Juvenile Prison
File Photo | Photo: Se315 via Wikimedia Commons

A bill recently signed into law by Governor JB Pritzker will abolish life without parole sentences for defendants under the age of 21 in Illinois.

House Bill 1064 was first introduced in the Illinois General Assembly in February 2021.

Nearly two years later, the bill passed the Illinois House and Senate in January.

The bill allows a person, who is under the age of 21 at the time of an offense, to be eligible for parole after serving 40 years of their sentence.

The bill applies to those serving a sentence for first-degree murder or a term of natural life imprisonment.

Illinois Governor JB Pritzker signed the bill into law last month. It goes into effect on January 1, 2024.

The law makes Illinois the 26th state to end life without parole sentences for juvenile offenders.

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House Representatives Rita Mayfield (D-Waukegan) and Seth Lewis (R-Bartlett) sponsored the measure.

“Even when a crime is particularly severe, it should be recognized that a legal minor with their whole life still ahead has the potential to be reformed,” Mayfield said.

“I recognize that victims and their families may have concerns, and I don’t blame them. However, in a nation like ours, prison should be a place where people have the opportunity to transform themselves and become better people and productive members of society. I believe that giving everyone a chance at redemption is a moral duty,” Mayfield said.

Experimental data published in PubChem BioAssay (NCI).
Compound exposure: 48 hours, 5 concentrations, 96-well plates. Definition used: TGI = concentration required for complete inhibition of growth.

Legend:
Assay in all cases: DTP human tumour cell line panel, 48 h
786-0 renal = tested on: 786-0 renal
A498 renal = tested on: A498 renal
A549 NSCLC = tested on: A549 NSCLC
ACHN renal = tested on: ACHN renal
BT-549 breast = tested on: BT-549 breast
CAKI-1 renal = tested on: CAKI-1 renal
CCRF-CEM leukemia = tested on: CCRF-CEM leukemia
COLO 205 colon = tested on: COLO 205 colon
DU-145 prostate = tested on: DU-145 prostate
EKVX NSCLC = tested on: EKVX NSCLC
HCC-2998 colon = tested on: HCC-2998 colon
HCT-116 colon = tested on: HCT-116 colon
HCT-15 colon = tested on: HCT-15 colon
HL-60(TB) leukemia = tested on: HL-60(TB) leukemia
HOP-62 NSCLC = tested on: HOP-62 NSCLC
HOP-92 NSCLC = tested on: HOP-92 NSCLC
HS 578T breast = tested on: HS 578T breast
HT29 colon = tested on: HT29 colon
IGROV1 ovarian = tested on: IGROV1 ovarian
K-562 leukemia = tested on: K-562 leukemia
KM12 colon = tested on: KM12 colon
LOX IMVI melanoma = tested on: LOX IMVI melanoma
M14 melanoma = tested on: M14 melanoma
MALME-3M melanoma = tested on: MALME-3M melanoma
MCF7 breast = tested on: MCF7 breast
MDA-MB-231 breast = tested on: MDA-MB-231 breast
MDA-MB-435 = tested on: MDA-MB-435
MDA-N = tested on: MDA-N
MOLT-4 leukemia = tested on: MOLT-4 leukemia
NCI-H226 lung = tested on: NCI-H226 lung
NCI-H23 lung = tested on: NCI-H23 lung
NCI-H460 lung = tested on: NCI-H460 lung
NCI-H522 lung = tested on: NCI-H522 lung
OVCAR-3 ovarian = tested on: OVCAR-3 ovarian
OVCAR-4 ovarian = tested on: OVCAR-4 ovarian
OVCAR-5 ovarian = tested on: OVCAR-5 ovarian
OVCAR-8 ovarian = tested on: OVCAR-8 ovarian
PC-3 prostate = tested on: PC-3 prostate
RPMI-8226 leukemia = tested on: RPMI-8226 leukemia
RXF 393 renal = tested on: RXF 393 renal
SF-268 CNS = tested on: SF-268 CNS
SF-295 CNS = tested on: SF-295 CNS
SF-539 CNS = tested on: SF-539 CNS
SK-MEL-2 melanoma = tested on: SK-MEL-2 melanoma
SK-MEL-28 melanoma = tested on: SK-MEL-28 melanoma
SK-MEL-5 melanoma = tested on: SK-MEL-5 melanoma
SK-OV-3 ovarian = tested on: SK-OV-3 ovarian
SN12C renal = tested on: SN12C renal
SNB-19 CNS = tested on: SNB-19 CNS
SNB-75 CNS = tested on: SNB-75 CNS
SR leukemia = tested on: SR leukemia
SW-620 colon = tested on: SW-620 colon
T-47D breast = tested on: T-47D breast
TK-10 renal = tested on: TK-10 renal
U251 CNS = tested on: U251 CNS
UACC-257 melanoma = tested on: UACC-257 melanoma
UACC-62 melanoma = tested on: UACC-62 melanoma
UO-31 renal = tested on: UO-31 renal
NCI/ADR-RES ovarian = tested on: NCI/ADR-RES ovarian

Restore Justice Outreach Director Julie Anderson praised Pritzker and Illinois legislators for supporting the measure.

“In Illinois, we care about our children. Recognizing that young people can grow and change recognizes their humanity; it is an act of mercy and kindness,” Anderson said.

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Senator Donald DeWitte (R-St. Charles) spoke on the senator floor in favor of the bill.

“I consider myself a law-and-order Republican, but I also believe in rehabilitation. I believe there are some people who make extremely poor decisions in the very early portions of their lives who deserve consideration once they have met benchmarks and shown they are prepared to become contributing citizens after they have served their debt to society,” DeWitte said.

“For these people, we need to offer them hope and let them know we recognize that people can redeem themselves,” DeWitte said.